19 thoughts on “Harper Lee Is Releasing a Sequel to To Kill a Mockingbird”

  1. Sheer Superficiality Of Lee’s Work, “To Kill A Mockingbird,” Is Breath-Taking, Truly

    Well tiger, I went to see what the geek of geekritique had to say about the book, “To Kill a Mockingbird”–it was utterly empty of any substance, though he rather affects to “rave” about the book, but says very little, if anything, about it and substance of it–typical of the geek, I observe, for all I know.

    The geek insists in his hysterical, gushy manner the book is notable–for something; the geek doesn’t explain much preferring to rave and insist the book is sooooooooo . . . something, but surely notable.

    Geek explains “[i]f you can find me an American-born child who hasn’t read the book in school, I’d be impressed.” But of course there are lots of kids and people who haven’t read such a worthless book.

    Judging by the plot summaries one finds on Wikipedia, for book and movie, one quickly sees the work by Lee was mere propaganda item at the right time and place, wildly successful, for the 60s Jew S A. And one must admit the work was well-crafted, emotional thrill and exercise for the half-wit, “progressive”-style “liberals” of the time, so fashionable and addicted therewith, imagining they’re sooooooooo–“advanced,” as they crave so desperately to feeling. The sheer superficiality of the book and movie, to judge by the wiki entries, perfectly reflects the quality of the geek himself.

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    1. I sometimes come back to articles/reviews of mine you’ve reblogged, a) to see your personal comments on my post, if any, and b) to see what apollonian has to offer about the quality of my writing.

      “I have a dream,” that one day I’ll be able to make this guy(?) content with my abilities as a blogger/writer/whatever.

      I still have a long way to go apparently. Perhaps if I flaunt and emphasize my more eloquent lexiconic in my writing I’d have a better chance. Or is it my overt appraisal that needs some tempering? Maybe I should avoid writing legitimate reviews and instead fill my posts with plot synopses – you know, things people actually want so they don’t have to read the real thing.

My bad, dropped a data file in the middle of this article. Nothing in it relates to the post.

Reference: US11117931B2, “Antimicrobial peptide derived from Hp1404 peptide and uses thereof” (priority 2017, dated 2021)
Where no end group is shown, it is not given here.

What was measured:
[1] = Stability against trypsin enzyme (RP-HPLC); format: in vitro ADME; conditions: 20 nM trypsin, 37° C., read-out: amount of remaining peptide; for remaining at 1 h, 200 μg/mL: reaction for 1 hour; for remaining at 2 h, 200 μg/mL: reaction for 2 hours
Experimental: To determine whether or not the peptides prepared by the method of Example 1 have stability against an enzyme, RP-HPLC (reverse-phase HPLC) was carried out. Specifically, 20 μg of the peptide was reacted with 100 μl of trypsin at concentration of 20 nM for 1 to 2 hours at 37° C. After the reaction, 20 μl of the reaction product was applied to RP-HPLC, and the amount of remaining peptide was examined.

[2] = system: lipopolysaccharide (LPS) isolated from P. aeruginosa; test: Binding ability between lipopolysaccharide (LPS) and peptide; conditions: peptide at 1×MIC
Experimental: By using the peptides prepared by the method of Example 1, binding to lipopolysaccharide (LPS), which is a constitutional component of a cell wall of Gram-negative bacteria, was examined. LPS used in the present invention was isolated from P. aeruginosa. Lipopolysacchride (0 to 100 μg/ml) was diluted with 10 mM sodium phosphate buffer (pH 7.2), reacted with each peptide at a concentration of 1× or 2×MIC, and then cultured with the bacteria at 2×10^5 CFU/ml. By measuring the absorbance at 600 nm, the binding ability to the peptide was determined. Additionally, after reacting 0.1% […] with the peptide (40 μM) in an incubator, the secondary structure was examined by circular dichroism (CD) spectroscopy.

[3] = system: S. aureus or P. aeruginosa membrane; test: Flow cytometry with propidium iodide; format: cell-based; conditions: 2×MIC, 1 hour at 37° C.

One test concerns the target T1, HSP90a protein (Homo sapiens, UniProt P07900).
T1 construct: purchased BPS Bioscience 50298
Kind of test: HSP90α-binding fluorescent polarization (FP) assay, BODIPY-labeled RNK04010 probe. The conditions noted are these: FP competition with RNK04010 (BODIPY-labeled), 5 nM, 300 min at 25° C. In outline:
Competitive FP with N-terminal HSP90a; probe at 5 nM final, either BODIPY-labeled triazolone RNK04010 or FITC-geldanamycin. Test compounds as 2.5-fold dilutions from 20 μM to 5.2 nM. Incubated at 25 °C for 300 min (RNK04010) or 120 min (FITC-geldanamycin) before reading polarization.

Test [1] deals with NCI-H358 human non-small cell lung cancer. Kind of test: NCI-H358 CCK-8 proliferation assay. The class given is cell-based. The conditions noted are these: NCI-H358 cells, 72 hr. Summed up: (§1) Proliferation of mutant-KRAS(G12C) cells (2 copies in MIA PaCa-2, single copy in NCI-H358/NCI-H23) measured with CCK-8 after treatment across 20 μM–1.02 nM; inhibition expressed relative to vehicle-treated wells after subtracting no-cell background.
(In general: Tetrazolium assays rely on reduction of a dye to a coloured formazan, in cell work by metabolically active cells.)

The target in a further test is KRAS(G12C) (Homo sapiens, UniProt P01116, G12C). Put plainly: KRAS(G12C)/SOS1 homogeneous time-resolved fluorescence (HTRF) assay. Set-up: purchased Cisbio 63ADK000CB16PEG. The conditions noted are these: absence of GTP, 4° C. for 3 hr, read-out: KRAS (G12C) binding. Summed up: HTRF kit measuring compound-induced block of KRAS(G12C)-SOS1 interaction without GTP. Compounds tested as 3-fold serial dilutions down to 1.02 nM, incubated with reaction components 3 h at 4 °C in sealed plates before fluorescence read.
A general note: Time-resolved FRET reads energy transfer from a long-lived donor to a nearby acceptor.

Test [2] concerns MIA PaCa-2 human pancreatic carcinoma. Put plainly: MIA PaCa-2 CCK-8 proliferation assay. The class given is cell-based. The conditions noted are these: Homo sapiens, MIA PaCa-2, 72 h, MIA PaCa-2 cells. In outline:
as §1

One day though, mark my words. He’ll come around. 😆

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      1. Yeah right, as if reading the “real thing” is the right thing or the best thing–or whatever. It doesn’t occur to u there ought to be a purpose to reading and that plot summaries make things economical. It doesn’t occur to u that there ought to be legitimate purpose to reading such work as “To Kill a Mockingbird”–but u can’t say why.

        And if u bother to take the time and effort to write, u ought to write straight-forwardly, like using nouns and verbs. And if “To Kill a Mockingbird” is really such a great work, u ought to be straight-forward and say why–but u don’t and can’t because it’s just propaganda and crap and u’re just one of the weaklings who’s impressed w. cheap propaganda and crap.

        So then u gush and start babbling, insisting, for example, that every kid in Jew S A has read such a moronic work (“To Kill a Mockingbird”)–when the fact is MOST kids never even hrd about the trash–’cause that’s all it really is, trash.

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      2. The reason we read books, well – the reason I read books is to engage the mind. Same reason I would watch a movie or television series.

        I’m not entirely sure what you mean by it being propagandist literature (but then again, that’s probably because I read it). I actually don’t think any character in the novel is Jewish, come to think of it…

        I guess if you’re reading the book to find certain subliminal messages or stances, you’re going to find them regardless (whether intended or otherwise), so I can’t rightly say they don’t exist – but then again, after reading the novel I don’t see how one could even come to that conclusion.